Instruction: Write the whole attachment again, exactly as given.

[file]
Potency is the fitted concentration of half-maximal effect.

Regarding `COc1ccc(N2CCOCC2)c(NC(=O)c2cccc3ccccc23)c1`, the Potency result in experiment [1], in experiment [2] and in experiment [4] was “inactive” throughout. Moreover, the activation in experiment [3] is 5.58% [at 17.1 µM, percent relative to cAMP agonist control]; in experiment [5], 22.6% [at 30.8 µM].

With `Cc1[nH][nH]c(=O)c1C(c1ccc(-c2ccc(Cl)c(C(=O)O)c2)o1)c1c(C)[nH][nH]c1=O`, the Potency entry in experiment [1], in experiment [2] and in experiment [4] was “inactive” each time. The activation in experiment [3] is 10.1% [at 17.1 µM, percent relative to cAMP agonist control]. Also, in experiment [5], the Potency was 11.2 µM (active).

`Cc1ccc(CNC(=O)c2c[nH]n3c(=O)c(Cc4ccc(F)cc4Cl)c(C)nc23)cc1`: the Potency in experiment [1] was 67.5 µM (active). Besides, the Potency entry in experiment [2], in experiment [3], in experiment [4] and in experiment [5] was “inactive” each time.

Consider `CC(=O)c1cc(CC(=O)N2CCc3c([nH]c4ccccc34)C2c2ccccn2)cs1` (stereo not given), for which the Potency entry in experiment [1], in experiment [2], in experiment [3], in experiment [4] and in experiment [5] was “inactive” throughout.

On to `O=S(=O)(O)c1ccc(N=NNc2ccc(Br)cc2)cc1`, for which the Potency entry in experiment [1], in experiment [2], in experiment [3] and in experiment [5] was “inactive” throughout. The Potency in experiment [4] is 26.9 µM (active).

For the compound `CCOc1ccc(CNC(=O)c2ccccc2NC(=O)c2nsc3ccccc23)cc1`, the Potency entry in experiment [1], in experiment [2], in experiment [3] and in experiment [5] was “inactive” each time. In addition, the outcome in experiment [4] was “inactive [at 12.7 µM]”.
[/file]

Potency is the fitted concentration of half-maximal effect.

Regarding `COc1ccc(N2CCOCC2)c(NC(=O)c2cccc3ccccc23)c1`, the Potency result in experiment [1], in experiment [2] and in experiment [4] was “inactive” throughout. Moreover, the activation in experiment [3] is 5.58% [at 17.1 µM, percent relative to cAMP agonist control]; in experiment [5], 22.6% [at 30.8 µM].

With `Cc1[nH][nH]c(=O)c1C(c1ccc(-c2ccc(Cl)c(C(=O)O)c2)o1)c1c(C)[nH][nH]c1=O`, the Potency entry in experiment [1], in experiment [2] and in experiment [4] was “inactive” each time. The activation in experiment [3] is 10.1% [at 17.1 µM, percent relative to cAMP agonist control]. Also, in experiment [5], the Potency was 11.2 µM (active).

`Cc1ccc(CNC(=O)c2c[nH]n3c(=O)c(Cc4ccc(F)cc4Cl)c(C)nc23)cc1`: the Potency in experiment [1] was 67.5 µM (active). Besides, the Potency entry in experiment [2], in experiment [3], in experiment [4] and in experiment [5] was “inactive” each time.

Consider `CC(=O)c1cc(CC(=O)N2CCc3c([nH]c4ccccc34)C2c2ccccn2)cs1` (stereo not given), for which the Potency entry in experiment [1], in experiment [2], in experiment [3], in experiment [4] and in experiment [5] was “inactive” throughout.

On to `O=S(=O)(O)c1ccc(N=NNc2ccc(Br)cc2)cc1`, for which the Potency entry in experiment [1], in experiment [2], in experiment [3] and in experiment [5] was “inactive” throughout. The Potency in experiment [4] is 26.9 µM (active).

For the compound `CCOc1ccc(CNC(=O)c2ccccc2NC(=O)c2nsc3ccccc23)cc1`, the Potency entry in experiment [1], in experiment [2], in experiment [3] and in experiment [5] was “inactive” each time. In addition, the outcome in experiment [4] was “inactive [at 12.7 µM]”.